David Malouf

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How does "Revolving Days" by David Malouf deal with heartbreak and nostalgia?

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"Revolving Days" by David Malouf is a poem dealing with heartbreak because the speaker has lost his relationship with his beloved. The poem is about nostalgia because the speaker has idealized memories of the time he was with his beloved and longs to return to those days.

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The poem "Revolving Days" is about heartbreak in that it is the story of the narrator losing the person he loves. He foreshadows this loss from the beginning of the poem when he says falling in love was a "mistake." The heartbreak comes in because, as the speaker says, his love has "lasted and has lasted" while beloved has moved on.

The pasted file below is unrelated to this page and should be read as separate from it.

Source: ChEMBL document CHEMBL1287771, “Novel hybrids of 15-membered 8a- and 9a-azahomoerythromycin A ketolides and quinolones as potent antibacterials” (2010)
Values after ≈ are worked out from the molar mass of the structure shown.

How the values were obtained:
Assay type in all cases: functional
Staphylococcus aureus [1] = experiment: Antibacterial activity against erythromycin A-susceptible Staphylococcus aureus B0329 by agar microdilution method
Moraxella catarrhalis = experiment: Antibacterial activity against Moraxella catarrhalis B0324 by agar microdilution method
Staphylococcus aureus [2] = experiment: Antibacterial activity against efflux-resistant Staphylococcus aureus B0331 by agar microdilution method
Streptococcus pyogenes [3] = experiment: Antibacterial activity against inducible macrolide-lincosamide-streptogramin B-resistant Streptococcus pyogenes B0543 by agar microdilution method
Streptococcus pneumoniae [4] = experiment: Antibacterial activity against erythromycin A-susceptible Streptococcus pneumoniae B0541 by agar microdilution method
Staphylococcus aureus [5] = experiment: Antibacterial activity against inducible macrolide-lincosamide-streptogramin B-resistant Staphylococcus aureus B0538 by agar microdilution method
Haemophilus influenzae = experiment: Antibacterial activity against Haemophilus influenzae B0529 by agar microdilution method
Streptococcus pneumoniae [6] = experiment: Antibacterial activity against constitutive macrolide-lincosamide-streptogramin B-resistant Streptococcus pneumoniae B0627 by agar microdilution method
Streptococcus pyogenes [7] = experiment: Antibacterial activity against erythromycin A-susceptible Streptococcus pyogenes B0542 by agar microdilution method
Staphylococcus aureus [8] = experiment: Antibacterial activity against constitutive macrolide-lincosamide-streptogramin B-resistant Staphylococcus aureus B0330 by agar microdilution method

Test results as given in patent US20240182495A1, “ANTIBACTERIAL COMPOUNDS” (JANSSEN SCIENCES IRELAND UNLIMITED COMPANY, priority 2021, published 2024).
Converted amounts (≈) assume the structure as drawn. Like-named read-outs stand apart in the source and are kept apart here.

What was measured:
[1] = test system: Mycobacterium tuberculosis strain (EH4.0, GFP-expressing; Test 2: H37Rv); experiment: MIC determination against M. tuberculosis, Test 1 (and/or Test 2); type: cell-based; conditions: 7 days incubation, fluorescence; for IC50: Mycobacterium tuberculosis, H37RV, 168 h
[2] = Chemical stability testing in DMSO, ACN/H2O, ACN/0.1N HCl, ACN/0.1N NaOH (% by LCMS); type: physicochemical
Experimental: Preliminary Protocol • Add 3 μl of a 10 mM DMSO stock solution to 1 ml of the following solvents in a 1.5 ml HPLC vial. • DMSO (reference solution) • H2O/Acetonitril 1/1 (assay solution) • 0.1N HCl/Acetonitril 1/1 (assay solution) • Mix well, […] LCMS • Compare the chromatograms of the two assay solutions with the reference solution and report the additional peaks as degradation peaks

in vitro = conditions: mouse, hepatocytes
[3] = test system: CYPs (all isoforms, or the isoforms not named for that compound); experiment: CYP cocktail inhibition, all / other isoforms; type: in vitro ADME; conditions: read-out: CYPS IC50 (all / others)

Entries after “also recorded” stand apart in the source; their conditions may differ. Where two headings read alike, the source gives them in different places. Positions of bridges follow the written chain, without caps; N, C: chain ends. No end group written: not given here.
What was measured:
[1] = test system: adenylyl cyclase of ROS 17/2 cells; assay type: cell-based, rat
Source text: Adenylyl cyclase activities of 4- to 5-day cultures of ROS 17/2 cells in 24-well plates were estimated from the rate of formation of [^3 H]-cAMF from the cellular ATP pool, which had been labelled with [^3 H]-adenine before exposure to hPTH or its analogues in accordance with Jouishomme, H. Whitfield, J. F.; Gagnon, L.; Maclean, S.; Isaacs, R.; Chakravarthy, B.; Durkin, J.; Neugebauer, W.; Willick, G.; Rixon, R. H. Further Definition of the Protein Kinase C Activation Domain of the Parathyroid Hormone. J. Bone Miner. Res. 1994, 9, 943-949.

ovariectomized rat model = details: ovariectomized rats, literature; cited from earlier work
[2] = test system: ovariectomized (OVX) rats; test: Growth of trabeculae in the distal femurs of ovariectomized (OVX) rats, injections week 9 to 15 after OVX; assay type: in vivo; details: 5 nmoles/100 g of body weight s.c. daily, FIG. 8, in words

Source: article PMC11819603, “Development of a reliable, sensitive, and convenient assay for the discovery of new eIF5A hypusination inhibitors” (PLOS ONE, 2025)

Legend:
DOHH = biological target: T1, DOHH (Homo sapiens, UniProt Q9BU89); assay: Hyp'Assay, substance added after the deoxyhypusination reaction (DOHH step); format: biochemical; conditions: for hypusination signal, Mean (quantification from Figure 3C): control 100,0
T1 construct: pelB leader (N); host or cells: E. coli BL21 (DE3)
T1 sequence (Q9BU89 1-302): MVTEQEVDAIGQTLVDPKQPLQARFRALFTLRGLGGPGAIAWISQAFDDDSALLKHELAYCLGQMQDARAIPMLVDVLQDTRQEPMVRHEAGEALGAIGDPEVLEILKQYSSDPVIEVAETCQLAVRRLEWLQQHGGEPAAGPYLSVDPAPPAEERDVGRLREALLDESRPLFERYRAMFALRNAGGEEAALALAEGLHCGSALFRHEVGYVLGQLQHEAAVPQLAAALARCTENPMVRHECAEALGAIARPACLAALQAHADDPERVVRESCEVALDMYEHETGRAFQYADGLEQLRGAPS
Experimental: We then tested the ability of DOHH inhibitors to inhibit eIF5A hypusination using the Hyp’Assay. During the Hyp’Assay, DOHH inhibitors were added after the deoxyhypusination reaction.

Part of the heartbreak comes about because the narrator was not ready for this beloved to walk into his life. He wasn't yet sure who he was and tried to impress his beloved by trying on new identities as one might a new shirt, to see which would be most pleasing. This didn't work, and the speaker was left behind. As the poem ends, the speaker reassures the beloved that while he or she is still in his thoughts and in his heart, he will let the past be the past.

Nostalgia is a longing for an idealized happy past. The poem deals in nostalgia in that the speaker idealizes and yearns to have back the past with his beloved. Since the relationship broke up, everything could not have been as good as the speaker remembers it. Nevertheless, the "old tug at the heart, the grace unasked for," is how he recalls the time now gone. He wants something which he knows can never return.

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